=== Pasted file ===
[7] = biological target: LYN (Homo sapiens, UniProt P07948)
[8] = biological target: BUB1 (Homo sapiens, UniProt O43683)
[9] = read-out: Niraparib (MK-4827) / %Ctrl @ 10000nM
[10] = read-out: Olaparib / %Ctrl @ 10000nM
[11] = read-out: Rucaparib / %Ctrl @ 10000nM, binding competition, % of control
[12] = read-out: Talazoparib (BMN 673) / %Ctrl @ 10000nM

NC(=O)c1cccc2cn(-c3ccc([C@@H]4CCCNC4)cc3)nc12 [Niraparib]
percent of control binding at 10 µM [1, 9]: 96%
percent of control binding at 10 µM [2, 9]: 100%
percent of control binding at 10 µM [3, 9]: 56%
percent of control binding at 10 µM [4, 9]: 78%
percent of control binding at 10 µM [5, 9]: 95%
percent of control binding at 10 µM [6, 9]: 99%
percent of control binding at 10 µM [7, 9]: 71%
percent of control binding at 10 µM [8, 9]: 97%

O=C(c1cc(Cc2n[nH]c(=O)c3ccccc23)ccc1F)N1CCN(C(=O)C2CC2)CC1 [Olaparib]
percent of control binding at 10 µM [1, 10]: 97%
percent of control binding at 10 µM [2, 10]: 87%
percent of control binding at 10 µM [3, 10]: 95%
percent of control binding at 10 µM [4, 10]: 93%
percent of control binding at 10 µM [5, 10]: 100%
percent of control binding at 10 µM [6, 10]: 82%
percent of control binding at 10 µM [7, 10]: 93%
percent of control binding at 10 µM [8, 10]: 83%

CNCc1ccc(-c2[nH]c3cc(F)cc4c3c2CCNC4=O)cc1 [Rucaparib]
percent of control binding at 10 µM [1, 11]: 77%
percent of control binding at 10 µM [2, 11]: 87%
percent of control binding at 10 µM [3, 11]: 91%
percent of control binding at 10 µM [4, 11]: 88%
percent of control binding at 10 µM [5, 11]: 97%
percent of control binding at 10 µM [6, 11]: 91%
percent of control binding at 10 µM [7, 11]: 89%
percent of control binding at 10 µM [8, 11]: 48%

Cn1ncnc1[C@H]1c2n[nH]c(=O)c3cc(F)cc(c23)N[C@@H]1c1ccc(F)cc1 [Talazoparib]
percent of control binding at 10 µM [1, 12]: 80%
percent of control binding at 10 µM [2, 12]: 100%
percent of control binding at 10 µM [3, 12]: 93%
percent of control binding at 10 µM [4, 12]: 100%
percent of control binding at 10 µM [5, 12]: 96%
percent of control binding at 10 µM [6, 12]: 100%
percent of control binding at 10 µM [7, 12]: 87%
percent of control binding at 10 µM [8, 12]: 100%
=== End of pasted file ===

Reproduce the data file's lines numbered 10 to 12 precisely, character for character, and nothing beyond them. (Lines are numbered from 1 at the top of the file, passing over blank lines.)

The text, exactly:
percent of control binding at 10 µM [3, 9]: 56%
percent of control binding at 10 µM [4, 9]: 78%
percent of control binding at 10 µM [5, 9]: 95%